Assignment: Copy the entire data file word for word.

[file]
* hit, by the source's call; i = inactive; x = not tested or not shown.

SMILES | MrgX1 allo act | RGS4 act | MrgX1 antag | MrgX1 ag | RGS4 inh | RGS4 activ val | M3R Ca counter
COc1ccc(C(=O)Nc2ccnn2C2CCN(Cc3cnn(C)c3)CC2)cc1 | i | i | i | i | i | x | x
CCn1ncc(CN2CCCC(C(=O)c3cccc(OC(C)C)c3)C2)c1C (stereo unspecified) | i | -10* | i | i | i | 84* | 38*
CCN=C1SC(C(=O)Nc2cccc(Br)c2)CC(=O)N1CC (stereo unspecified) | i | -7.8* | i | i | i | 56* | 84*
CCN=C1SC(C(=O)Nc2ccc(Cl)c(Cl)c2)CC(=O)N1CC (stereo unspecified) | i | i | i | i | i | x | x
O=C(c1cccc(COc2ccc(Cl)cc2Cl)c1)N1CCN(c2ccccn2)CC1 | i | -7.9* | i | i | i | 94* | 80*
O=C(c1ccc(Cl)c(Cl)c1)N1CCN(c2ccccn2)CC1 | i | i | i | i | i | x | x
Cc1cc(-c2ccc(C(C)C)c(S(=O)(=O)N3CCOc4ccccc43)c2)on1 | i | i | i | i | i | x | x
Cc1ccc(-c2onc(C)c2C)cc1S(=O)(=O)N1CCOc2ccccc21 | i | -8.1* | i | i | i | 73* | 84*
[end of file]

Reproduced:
* hit, by the source's call; i = inactive; x = not tested or not shown.

SMILES | MrgX1 allo act | RGS4 act | MrgX1 antag | MrgX1 ag | RGS4 inh | RGS4 activ val | M3R Ca counter
COc1ccc(C(=O)Nc2ccnn2C2CCN(Cc3cnn(C)c3)CC2)cc1 | i | i | i | i | i | x | x
CCn1ncc(CN2CCCC(C(=O)c3cccc(OC(C)C)c3)C2)c1C (stereo unspecified) | i | -10* | i | i | i | 84* | 38*
CCN=C1SC(C(=O)Nc2cccc(Br)c2)CC(=O)N1CC (stereo unspecified) | i | -7.8* | i | i | i | 56* | 84*
CCN=C1SC(C(=O)Nc2ccc(Cl)c(Cl)c2)CC(=O)N1CC (stereo unspecified) | i | i | i | i | i | x | x
O=C(c1cccc(COc2ccc(Cl)cc2Cl)c1)N1CCN(c2ccccn2)CC1 | i | -7.9* | i | i | i | 94* | 80*
O=C(c1ccc(Cl)c(Cl)c1)N1CCN(c2ccccn2)CC1 | i | i | i | i | i | x | x
Cc1cc(-c2ccc(C(C)C)c(S(=O)(=O)N3CCOc4ccccc43)c2)on1 | i | i | i | i | i | x | x
Cc1ccc(-c2onc(C)c2C)cc1S(=O)(=O)N1CCOc2ccccc21 | i | -8.1* | i | i | i | 73* | 84*